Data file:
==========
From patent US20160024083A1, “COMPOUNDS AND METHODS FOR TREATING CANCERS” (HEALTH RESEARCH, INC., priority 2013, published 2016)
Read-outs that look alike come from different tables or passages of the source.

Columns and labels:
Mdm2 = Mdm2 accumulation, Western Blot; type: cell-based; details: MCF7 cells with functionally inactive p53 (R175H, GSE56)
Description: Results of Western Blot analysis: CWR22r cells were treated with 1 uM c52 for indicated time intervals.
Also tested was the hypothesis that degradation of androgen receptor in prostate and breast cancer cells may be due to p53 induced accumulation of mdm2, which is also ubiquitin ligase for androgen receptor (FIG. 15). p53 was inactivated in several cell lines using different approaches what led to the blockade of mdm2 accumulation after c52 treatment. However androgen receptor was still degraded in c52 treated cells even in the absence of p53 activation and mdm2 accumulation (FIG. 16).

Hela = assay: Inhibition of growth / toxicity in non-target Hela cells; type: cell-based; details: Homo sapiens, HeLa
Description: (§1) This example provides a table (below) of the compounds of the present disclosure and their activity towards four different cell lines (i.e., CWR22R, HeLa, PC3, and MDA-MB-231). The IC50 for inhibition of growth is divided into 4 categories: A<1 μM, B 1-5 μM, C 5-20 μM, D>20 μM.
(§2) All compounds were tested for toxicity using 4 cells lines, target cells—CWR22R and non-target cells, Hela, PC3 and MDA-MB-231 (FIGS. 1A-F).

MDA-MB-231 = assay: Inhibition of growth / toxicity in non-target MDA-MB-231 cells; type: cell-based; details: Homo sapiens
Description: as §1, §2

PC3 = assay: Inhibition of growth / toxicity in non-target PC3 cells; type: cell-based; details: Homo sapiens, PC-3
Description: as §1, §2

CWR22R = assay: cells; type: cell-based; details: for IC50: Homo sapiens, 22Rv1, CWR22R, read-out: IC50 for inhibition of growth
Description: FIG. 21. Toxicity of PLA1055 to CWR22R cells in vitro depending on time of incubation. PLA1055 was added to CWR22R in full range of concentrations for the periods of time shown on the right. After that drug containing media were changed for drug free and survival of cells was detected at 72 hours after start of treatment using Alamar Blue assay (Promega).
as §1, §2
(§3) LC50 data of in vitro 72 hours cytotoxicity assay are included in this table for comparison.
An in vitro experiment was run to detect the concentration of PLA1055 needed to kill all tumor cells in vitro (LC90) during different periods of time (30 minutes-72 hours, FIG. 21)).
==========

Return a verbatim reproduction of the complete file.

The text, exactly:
From patent US20160024083A1, “COMPOUNDS AND METHODS FOR TREATING CANCERS” (HEALTH RESEARCH, INC., priority 2013, published 2016)
Read-outs that look alike come from different tables or passages of the source.

Columns and labels:
Mdm2 = Mdm2 accumulation, Western Blot; type: cell-based; details: MCF7 cells with functionally inactive p53 (R175H, GSE56)
Description: Results of Western Blot analysis: CWR22r cells were treated with 1 uM c52 for indicated time intervals.
Also tested was the hypothesis that degradation of androgen receptor in prostate and breast cancer cells may be due to p53 induced accumulation of mdm2, which is also ubiquitin ligase for androgen receptor (FIG. 15). p53 was inactivated in several cell lines using different approaches what led to the blockade of mdm2 accumulation after c52 treatment. However androgen receptor was still degraded in c52 treated cells even in the absence of p53 activation and mdm2 accumulation (FIG. 16).

Hela = assay: Inhibition of growth / toxicity in non-target Hela cells; type: cell-based; details: Homo sapiens, HeLa
Description: (§1) This example provides a table (below) of the compounds of the present disclosure and their activity towards four different cell lines (i.e., CWR22R, HeLa, PC3, and MDA-MB-231). The IC50 for inhibition of growth is divided into 4 categories: A<1 μM, B 1-5 μM, C 5-20 μM, D>20 μM.
(§2) All compounds were tested for toxicity using 4 cells lines, target cells—CWR22R and non-target cells, Hela, PC3 and MDA-MB-231 (FIGS. 1A-F).

MDA-MB-231 = assay: Inhibition of growth / toxicity in non-target MDA-MB-231 cells; type: cell-based; details: Homo sapiens
Description: as §1, §2

PC3 = assay: Inhibition of growth / toxicity in non-target PC3 cells; type: cell-based; details: Homo sapiens, PC-3
Description: as §1, §2

CWR22R = assay: cells; type: cell-based; details: for IC50: Homo sapiens, 22Rv1, CWR22R, read-out: IC50 for inhibition of growth
Description: FIG. 21. Toxicity of PLA1055 to CWR22R cells in vitro depending on time of incubation. PLA1055 was added to CWR22R in full range of concentrations for the periods of time shown on the right. After that drug containing media were changed for drug free and survival of cells was detected at 72 hours after start of treatment using Alamar Blue assay (Promega).
as §1, §2
(§3) LC50 data of in vitro 72 hours cytotoxicity assay are included in this table for comparison.
An in vitro experiment was run to detect the concentration of PLA1055 needed to kill all tumor cells in vitro (LC90) during different periods of time (30 minutes-72 hours, FIG. 21)).